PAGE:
The Project was first imagined in response to a 2007 Nor’easter storm, which produced record flooding in the Village of Mamaroneck, equivalent to a one percent flood event. Senator Schumer travelled to the area the day after the storm to personally survey the extent of the significant damage. The 2007 event caused over $50 million in damages and impacted over 50 percent of total structures within the study area. The storm resulted in floodwaters peaking on the Mamaroneck River in approximately four hours, and in approximately six hours on the Sheldrake River. As such, the evacuation time for approximately 19,000 residents in the Village of Mamaroneck was severely restricted and created a high-risk situation. Over 40 percent of Mamaroneck residents required evacuation assistance prior to floodwaters peaking, including a large population of children that attended a school located within the epicenter of the severe flooding.

Following this, in March of 2010, a Design Agreement was signed by the Army Corps, NYS Department of Conservation (NYSDEC), and Westchester County for a Preconstruction Engineering and Design study. During this time, severe flooding again occurred during Hurricanes Irene and Lee in 2011. The flooding extended several blocks on both sides of Mamaroneck Avenue. The repeated disasters, including shoreline flooding from Superstorm Sandy in 2012, caused extensive damage and severely impacted the local economy. Following a $4.7 million Schumer-secured study by the Army Corps, the project was recommended by the Chief of Engineers and Schumer successfully fought to authorize this project for construction in the 2018 America’s Water Infrastructure Act. However, in February of 2020 it was discovered that the Trump administration would not move forward with the construction of the project because of the Benefit-Cost Ratio used by OMB, sparking community concern and outrage.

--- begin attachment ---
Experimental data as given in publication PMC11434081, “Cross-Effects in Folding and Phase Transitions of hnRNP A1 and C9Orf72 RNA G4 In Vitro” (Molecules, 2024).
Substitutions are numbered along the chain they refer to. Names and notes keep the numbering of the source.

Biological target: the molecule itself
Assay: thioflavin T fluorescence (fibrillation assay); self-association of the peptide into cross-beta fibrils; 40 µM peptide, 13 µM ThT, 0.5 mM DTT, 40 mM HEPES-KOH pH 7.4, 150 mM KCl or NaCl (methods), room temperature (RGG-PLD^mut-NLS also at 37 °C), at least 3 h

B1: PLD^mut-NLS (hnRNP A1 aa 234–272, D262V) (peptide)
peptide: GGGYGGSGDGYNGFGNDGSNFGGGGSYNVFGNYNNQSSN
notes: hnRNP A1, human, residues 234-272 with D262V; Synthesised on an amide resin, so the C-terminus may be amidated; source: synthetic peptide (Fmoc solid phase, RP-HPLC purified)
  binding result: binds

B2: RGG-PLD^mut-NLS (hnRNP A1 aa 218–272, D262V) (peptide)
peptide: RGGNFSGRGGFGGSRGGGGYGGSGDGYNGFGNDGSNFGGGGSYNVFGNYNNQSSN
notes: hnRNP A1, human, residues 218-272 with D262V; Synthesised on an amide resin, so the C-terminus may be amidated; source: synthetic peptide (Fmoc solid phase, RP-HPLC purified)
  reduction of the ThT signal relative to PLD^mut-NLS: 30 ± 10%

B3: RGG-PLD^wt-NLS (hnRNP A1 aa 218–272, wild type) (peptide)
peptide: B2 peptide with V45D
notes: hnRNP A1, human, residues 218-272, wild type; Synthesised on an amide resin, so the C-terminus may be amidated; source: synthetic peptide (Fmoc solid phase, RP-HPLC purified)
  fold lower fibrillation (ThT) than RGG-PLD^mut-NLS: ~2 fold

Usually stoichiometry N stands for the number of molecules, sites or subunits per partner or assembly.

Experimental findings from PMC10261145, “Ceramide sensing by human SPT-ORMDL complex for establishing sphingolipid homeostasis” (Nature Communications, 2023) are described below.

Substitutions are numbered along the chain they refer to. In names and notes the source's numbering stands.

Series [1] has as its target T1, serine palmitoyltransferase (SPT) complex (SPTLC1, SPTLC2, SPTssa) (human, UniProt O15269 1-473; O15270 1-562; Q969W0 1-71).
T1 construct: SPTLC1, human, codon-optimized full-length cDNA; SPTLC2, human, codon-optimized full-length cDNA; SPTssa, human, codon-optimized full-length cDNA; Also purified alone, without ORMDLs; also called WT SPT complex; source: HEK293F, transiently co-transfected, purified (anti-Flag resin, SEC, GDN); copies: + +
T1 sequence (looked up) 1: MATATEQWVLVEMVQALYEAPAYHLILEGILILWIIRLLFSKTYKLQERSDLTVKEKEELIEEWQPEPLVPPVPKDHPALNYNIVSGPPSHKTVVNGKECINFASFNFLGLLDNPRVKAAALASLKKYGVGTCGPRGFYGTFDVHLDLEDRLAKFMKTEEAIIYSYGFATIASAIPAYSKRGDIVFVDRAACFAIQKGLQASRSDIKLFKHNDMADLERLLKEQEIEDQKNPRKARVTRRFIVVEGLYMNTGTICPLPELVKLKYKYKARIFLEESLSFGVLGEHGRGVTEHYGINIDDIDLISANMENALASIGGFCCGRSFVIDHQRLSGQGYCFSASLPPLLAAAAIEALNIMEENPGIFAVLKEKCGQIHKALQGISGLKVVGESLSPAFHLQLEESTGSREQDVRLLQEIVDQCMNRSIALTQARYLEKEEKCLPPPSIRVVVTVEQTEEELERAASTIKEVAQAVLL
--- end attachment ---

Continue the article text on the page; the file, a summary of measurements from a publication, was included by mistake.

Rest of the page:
Upon completion, the Project would reduce flood risk for the Mamaroneck and Sheldrake River Basins and protect residents and business owners by constructing retaining walls and a diversion culvert. The project would also enable the deepening and widening of river channels, elevate structures, and remove/replace 2 vehicular bridges that constrict flood flow. The plan is estimated to potentially reduce average annual damages by approximately 87 percent and help reduce the risk of loss of life.